An Active Observability Data Fabric provides you with a complete view of your system by collecting data from all layers of your technology stack and making this data available to consumers on demand. This allows you not only to root cause problems quickly but also to prevent problems from happening in the first place.
Why do Businesses need Full Stack Observability?
In the modern landscape, businesses need Full Stack Observability for the following reasons:
1. Comprehensive Visibility: Provides a holistic view of an application’s components, dependencies, and performance metrics. This enables IT teams to gain deep insights into the behavior and health of the entire application ecosystem, facilitating better decision-making and problem-solving.
2. Collaboration and Breaking Silos: Breaks down operational silos by aligning IT teams around a shared context. This promotes collaboration and eliminates finger-pointing, resulting in improved incident response time and reduced application downtime.
3. Prioritizing Impactful Issues: Allows IT teams to prioritize issues based on their impact on user experience and business outcomes. By correlating application performance with user satisfaction and revenue generation, businesses can focus their efforts on addressing the most critical issues first, maximizing customer loyalty and financial success.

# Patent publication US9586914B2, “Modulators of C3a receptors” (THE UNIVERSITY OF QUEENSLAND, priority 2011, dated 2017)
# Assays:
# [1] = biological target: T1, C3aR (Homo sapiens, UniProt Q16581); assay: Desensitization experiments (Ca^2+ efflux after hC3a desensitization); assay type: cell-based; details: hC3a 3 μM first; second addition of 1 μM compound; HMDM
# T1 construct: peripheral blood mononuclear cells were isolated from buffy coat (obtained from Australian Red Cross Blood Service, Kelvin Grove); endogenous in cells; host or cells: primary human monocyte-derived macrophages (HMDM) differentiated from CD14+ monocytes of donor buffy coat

4. Proactive Problem Resolution: Goes beyond traditional monitoring tools by leveraging AI and ML solutions to proactively detect and diagnose issues. This proactive approach helps IT teams identify and resolve problems before they impact performance, minimizing disruptions for users and customers and ensuring smooth operations.
Therefore, in the dynamic and complex modern landscape, Full Stack Observability empowers businesses to gain comprehensive insights, foster collaboration, prioritize effectively, and proactively address issues, ultimately enabling them to deliver exceptional experiences and drive success.